Four largest supermarkets could face prosecution for 'misleading shoppers with grocery price war lies'
Investigation found that buying products in bulk can be MORE expensive. Some 'savings' only came because the price was temporarily higher
By Sean Poulter
Supermarkets have been accused of misleading shoppers with confusing and untrue claims that could leave them open to prosecution.
Research into the ‘big four’ – Tesco, Asda, Sainsbury’s and Morrisons – pours scorn on their claims to be in the middle of a price war.
For at the same time as retailers have claimed to be slashing prices, their profits have ballooned and their stranglehold on grocery shopping has tightened.
Studies by the consumer group Which? and by the BBC for a Panorama programme, presented by Sophie Raworth, have revealed some of the tricks used by the supermarkets to pull the wool over customers’ eyes
Presenter Sophie Raworth heads in to a Tesco store during the Panorama programme and examines a 1.5kg tub of 'Big Value' Vanish stain remover costing £12.
She compares it with 3 x 500g pots in the supermarket which cost just £3 each - ie £9 for the same amount.
Sophie makes her way through Asda. Studies by the consumer group Which? and by the BBC have revealed some of the tricks used by the supermarkets to pull the wool over customers' eyes.
One snapshot survey found that 17 items sold on the basis they were ‘bigger packs and better value’ were actually more expensive than buying the same items in smaller quantities.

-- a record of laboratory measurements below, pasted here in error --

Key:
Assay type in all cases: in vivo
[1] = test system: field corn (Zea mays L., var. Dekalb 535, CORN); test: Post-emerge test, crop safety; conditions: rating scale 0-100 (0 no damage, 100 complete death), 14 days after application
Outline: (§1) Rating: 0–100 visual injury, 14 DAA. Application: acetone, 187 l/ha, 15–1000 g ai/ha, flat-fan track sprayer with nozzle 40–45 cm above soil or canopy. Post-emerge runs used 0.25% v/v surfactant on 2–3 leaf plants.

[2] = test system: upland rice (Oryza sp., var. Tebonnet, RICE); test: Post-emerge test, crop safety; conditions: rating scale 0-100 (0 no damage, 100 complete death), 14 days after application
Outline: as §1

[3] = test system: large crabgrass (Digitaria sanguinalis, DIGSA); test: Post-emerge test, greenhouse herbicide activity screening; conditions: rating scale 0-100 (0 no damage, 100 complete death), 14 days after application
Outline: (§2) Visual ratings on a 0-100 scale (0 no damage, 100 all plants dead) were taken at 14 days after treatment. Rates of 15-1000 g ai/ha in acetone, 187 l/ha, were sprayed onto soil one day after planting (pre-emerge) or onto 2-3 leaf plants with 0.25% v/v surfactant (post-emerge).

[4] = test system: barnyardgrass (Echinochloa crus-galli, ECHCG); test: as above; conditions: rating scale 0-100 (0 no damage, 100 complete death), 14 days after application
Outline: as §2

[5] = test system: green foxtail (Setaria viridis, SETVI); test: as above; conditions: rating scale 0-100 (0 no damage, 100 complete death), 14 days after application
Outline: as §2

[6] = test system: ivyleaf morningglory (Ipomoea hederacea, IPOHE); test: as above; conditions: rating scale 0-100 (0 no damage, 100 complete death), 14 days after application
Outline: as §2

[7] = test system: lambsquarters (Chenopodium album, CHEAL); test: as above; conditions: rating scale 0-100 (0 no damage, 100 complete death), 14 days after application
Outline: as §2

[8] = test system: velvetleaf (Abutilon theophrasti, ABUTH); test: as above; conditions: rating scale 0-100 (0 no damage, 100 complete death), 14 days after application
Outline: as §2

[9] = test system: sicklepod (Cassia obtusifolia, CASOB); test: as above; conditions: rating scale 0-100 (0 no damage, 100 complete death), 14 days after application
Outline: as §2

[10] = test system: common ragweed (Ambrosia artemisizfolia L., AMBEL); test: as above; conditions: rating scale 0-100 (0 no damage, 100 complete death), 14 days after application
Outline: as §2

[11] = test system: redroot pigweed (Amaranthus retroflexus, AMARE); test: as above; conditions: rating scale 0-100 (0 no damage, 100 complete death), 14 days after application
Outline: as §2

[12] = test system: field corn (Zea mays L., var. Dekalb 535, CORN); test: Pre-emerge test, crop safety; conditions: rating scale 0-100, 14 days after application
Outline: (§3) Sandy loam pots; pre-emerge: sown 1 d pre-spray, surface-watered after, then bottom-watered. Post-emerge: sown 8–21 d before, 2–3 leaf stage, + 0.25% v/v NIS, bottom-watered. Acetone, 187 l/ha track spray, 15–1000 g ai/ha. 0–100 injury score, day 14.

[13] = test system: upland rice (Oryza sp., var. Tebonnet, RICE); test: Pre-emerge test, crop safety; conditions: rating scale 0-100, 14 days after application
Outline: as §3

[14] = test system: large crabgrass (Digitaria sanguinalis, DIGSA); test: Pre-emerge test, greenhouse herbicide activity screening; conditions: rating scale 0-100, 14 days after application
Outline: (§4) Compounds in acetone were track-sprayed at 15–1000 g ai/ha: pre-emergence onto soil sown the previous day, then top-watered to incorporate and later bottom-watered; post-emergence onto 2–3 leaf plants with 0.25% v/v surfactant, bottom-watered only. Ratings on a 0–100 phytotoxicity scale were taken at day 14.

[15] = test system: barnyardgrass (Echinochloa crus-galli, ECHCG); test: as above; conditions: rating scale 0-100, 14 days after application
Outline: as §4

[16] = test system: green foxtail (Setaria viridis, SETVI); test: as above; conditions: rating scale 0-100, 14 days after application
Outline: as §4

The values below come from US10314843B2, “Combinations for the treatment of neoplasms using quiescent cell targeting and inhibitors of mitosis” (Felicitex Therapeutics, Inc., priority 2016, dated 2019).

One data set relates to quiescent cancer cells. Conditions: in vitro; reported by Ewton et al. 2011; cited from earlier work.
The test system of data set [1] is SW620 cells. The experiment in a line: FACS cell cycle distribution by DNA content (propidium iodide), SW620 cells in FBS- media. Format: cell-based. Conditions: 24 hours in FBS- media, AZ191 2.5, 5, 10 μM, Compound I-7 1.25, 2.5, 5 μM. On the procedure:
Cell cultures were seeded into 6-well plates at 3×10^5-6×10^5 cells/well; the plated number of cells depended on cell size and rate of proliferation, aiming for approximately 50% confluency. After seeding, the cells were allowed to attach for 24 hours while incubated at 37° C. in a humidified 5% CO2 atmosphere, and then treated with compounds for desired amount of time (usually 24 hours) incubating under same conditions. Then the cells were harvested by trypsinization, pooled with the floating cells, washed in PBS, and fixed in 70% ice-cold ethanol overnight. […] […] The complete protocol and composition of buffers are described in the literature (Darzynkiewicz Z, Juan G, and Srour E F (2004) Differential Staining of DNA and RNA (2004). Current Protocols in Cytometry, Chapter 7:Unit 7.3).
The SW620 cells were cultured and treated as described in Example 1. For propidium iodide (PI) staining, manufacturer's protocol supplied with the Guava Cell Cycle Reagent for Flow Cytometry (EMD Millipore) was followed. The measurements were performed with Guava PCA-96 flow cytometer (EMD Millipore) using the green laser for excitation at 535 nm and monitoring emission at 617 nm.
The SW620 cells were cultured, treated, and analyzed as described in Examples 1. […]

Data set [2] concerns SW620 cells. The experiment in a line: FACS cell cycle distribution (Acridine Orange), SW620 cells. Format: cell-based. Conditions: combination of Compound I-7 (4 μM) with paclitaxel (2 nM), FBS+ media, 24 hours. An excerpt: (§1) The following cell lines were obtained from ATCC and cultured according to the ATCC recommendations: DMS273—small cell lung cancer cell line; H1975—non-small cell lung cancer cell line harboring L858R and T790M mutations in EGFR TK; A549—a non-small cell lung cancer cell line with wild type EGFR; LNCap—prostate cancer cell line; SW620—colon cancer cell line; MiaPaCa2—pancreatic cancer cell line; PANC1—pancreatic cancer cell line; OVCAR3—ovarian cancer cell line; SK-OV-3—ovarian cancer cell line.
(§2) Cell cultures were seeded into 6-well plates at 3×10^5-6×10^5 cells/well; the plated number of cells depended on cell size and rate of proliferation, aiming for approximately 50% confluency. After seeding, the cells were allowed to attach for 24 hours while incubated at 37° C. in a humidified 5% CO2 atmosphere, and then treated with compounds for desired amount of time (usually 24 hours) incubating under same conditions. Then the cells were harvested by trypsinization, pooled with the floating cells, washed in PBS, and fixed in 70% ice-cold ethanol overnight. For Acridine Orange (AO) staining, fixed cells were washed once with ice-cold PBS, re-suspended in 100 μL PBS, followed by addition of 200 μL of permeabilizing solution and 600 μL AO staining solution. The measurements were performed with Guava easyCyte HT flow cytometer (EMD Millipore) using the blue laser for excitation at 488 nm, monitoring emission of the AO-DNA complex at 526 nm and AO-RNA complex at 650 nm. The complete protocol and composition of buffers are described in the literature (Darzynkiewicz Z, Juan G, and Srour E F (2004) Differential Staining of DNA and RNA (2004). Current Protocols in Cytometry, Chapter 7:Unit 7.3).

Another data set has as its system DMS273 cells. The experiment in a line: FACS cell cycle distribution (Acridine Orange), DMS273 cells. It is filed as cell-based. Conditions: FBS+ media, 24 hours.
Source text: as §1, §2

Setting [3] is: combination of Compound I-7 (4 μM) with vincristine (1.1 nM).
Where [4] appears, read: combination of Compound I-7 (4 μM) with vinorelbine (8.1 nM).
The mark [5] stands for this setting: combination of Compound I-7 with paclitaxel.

In one startling example, Tesco was selling a 1.5kg ‘Big Value’ pack of Vanish Oxi Action Stain Remover for £12. This was a third more than buying the same product in three 500g packs.
There were also many examples of products being pushed as a special promotion with posters and labels that actually offered no saving.
Last December, the Office of Fair Trading warned retailers to stop using misleading pricing practices, or face ‘enforcement action’.
However, the evidence of the BBC Panorama programme suggests the stores are still failing customers.
Consumer law expert Deborah Parry said: ‘It is not just the occasional mishap.
'There are repeated examples with many, many products in different locations with different supermarkets and all of them seem to be doing the same thing. So there is a potential for prosecutions to be brought against all of them.’
In September, Tesco announced the ‘Big Price Drop’, promising savings worth £500million a year. It said this represented a change in strategy which would deliver permanently low prices to struggling families.
Asda retaliated with its own Rollback deal, claiming prices had been slashed across 3,000 essentials.
It later emerged that many of the products involved in the promotions had seen prices rise in the weeks before they were cut.
Richard Lloyd, executive director at Which?, said: ‘Supermarkets must do more to help people in tough times by offering real deals, not fake price cuts, and by making it easier to compare prices.’
Retail analyst Richard Perks dismissed retailers’ price war claims as a marketing mirage.
‘If there was a price war going on at the moment we would have seen profits falling, or we would have severe warnings, and that is just not happening,’he said.
All four of the big supermarkets deny misleading or deceiving customers. They say they work hard to keep prices down and point to recent research from the Office for National Statistics, which attributed last month’s fall in inflation in part to supermarket promotional campaigns.
The squeeze on family finances is predicted to trigger a big increase in sales for budget chains such as Aldi and Lidl. Sales through the chains will grow by an average of 10.1 per cent a year, rising to £11.4billion by 2016, according to the Institute for Grocery Distribution.
Supermarkets are slashing the price of big-brand Christmas alcohol to lure shoppers. For example, the cost of a 70cl bottle of Baileys was cut from £15 to £7 last week for a short-term promotion by Asda.
Sent by Parthasarathy CA